With the rapid growth of gels in the market, many nail techs have found themselves bombarded with questions regarding gel lamp technology. Traditional standard UV lamps are no longer the only - or best - choice for busy nail techs. Couple that with many scare tactics about the safety of standard UV lamps, and it's your job as a nail tech to make sure you and your clients are educated and confident about the services you provide.
So let's start at the beginning.
BY IRENE CHAO
WHAT IS UV LIGHT? All light is categorized by its different band of wavelengths. Visible light for humans occurs between 400 and 780 nanometers (nm) on the Electromagnetic Spectrum. UV (ultraviolet) light is electromagnetic radiation with a wavelength shorter than that of visible light - it occurs between 100 and 400 nm. UV operates on a broader spectrum, while LED (light-emitting diodes) operates on a narrower band of 400-410 nm.
WHAT DOES THIS MEAN? Photo-initiators (used to cure gel nail products) are most effective at a specific bandwidth. Because of the different band of wavelengths, the same chemistry that photo-cures in UV may not work with LED. This is why it's extremely important to use the recommended lamp for your chosen gel product. Different photo-initiators may be needed in a specific gel to cure in a UV lamp versus an LED lamp.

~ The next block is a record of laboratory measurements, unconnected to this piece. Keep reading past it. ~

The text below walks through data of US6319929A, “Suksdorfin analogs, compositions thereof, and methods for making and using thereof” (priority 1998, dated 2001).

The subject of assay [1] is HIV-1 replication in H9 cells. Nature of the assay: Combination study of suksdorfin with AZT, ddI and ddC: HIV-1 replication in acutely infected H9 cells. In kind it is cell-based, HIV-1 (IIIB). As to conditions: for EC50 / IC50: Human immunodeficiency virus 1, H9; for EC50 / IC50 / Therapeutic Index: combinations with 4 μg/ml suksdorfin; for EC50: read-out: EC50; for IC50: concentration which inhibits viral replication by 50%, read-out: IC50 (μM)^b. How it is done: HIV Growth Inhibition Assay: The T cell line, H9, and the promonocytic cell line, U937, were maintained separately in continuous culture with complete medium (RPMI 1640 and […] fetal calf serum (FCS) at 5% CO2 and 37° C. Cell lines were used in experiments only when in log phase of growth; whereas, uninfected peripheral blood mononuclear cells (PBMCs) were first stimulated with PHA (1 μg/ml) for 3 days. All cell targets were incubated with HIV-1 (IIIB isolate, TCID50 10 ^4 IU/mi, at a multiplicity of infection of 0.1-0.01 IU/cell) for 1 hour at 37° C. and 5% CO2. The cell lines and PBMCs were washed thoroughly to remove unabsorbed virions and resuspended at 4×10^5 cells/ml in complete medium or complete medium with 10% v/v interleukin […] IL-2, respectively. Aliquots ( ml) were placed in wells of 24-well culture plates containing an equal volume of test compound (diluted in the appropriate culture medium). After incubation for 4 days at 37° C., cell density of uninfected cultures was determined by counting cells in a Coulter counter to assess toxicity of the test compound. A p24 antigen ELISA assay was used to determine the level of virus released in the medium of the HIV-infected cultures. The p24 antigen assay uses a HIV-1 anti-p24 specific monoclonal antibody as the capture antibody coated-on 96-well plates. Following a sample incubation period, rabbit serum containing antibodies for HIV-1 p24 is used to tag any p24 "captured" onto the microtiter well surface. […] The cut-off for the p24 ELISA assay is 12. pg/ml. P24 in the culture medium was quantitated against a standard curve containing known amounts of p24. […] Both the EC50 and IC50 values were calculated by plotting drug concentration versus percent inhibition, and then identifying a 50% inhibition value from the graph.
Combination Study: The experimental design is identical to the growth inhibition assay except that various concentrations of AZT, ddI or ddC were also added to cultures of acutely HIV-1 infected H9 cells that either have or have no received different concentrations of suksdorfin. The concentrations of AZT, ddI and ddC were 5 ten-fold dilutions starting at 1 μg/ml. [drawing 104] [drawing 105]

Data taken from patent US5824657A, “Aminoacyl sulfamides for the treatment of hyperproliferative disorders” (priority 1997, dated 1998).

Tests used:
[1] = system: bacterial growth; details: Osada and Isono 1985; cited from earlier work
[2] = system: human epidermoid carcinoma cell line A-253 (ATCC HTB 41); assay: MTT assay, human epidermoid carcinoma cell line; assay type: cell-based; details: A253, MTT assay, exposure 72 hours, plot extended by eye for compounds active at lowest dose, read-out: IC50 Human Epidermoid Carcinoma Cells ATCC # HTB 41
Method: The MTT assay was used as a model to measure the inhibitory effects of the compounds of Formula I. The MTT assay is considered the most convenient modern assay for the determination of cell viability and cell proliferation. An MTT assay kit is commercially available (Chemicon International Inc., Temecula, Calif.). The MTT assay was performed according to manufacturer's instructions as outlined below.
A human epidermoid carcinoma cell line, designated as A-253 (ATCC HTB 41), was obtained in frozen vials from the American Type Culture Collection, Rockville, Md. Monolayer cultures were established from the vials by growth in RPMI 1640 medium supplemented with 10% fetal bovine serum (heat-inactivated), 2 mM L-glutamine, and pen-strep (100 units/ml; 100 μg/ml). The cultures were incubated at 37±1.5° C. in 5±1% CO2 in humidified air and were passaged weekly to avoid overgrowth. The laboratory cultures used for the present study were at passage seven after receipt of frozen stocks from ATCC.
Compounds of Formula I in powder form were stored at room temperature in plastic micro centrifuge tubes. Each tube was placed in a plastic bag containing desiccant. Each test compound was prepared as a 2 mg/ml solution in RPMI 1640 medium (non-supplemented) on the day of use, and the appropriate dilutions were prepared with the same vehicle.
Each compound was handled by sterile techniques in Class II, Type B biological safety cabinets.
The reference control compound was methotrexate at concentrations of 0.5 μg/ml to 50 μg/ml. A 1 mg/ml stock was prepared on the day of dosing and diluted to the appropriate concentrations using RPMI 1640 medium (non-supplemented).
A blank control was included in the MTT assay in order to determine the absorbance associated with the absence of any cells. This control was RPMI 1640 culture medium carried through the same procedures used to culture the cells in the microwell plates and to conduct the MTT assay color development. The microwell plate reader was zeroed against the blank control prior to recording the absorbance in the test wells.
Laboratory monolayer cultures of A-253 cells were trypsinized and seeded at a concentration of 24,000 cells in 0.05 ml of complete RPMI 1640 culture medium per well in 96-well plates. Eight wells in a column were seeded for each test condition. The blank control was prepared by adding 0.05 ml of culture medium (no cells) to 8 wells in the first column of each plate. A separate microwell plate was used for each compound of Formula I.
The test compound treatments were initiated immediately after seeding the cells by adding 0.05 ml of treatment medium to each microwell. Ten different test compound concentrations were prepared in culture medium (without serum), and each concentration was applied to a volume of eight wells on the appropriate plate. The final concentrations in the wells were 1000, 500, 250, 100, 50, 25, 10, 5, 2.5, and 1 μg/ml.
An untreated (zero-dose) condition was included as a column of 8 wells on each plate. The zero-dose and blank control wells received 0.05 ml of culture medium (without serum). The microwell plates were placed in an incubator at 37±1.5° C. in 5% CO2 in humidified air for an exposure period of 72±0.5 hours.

WHY CHOOSE LED OVER UV? LED lamps cure gels faster. This is great for several reasons. First, your clients' hands aren't subjected to minutes-long exposure under the UV lights, reassuring them about what they "think" is potentially harmful. (It's important to remember that it's been reported by the Journal of Investigative Dermatology that UV lamps do not appear to significantly increase the lifetime risk of skin cancer.) Second, the faster the cure time is, the faster the service is, which is ultimately better for business.
LED lamps typically use less power than standard UV lamps, they're lighter in weight, and one of the coolest selling points - the bulbs last up to 50,000 hours, so you'll never have to replace a bulb again. (Remember with standard UV lamps, you get far fewer hours of functional use out of the bulbs, which normally need to be replaced every two to four months depending on the amount of use.)